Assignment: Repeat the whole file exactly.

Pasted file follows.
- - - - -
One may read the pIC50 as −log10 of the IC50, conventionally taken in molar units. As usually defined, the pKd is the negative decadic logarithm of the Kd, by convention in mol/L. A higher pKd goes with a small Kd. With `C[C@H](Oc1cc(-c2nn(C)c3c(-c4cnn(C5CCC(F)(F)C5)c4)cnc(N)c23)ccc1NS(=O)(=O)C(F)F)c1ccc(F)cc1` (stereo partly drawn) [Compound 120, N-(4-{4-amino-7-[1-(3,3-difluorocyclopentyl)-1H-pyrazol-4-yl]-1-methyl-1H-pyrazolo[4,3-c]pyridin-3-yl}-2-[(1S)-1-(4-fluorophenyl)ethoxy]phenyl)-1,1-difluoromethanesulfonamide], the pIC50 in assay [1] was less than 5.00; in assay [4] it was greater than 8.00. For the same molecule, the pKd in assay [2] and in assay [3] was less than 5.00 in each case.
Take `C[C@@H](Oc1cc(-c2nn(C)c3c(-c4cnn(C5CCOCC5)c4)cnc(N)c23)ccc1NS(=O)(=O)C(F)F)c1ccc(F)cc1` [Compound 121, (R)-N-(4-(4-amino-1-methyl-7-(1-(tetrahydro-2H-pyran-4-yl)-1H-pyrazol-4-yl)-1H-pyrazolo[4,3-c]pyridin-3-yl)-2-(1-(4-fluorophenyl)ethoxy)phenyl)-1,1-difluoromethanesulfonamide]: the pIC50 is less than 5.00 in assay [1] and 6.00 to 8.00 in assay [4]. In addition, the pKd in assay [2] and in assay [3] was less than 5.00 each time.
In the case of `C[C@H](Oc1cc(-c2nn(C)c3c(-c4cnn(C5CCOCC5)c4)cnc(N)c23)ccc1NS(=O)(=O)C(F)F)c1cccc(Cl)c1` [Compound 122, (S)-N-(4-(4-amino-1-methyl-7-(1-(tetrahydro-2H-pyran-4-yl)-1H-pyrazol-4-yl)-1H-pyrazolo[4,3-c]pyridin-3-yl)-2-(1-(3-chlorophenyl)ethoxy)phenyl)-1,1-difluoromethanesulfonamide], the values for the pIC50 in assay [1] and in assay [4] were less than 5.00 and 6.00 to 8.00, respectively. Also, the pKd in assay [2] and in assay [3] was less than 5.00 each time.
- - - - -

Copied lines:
One may read the pIC50 as −log10 of the IC50, conventionally taken in molar units. As usually defined, the pKd is the negative decadic logarithm of the Kd, by convention in mol/L. A higher pKd goes with a small Kd. With `C[C@H](Oc1cc(-c2nn(C)c3c(-c4cnn(C5CCC(F)(F)C5)c4)cnc(N)c23)ccc1NS(=O)(=O)C(F)F)c1ccc(F)cc1` (stereo partly drawn) [Compound 120, N-(4-{4-amino-7-[1-(3,3-difluorocyclopentyl)-1H-pyrazol-4-yl]-1-methyl-1H-pyrazolo[4,3-c]pyridin-3-yl}-2-[(1S)-1-(4-fluorophenyl)ethoxy]phenyl)-1,1-difluoromethanesulfonamide], the pIC50 in assay [1] was less than 5.00; in assay [4] it was greater than 8.00. For the same molecule, the pKd in assay [2] and in assay [3] was less than 5.00 in each case.
Take `C[C@@H](Oc1cc(-c2nn(C)c3c(-c4cnn(C5CCOCC5)c4)cnc(N)c23)ccc1NS(=O)(=O)C(F)F)c1ccc(F)cc1` [Compound 121, (R)-N-(4-(4-amino-1-methyl-7-(1-(tetrahydro-2H-pyran-4-yl)-1H-pyrazol-4-yl)-1H-pyrazolo[4,3-c]pyridin-3-yl)-2-(1-(4-fluorophenyl)ethoxy)phenyl)-1,1-difluoromethanesulfonamide]: the pIC50 is less than 5.00 in assay [1] and 6.00 to 8.00 in assay [4]. In addition, the pKd in assay [2] and in assay [3] was less than 5.00 each time.
In the case of `C[C@H](Oc1cc(-c2nn(C)c3c(-c4cnn(C5CCOCC5)c4)cnc(N)c23)ccc1NS(=O)(=O)C(F)F)c1cccc(Cl)c1` [Compound 122, (S)-N-(4-(4-amino-1-methyl-7-(1-(tetrahydro-2H-pyran-4-yl)-1H-pyrazol-4-yl)-1H-pyrazolo[4,3-c]pyridin-3-yl)-2-(1-(3-chlorophenyl)ethoxy)phenyl)-1,1-difluoromethanesulfonamide], the values for the pIC50 in assay [1] and in assay [4] were less than 5.00 and 6.00 to 8.00, respectively. Also, the pKd in assay [2] and in assay [3] was less than 5.00 each time.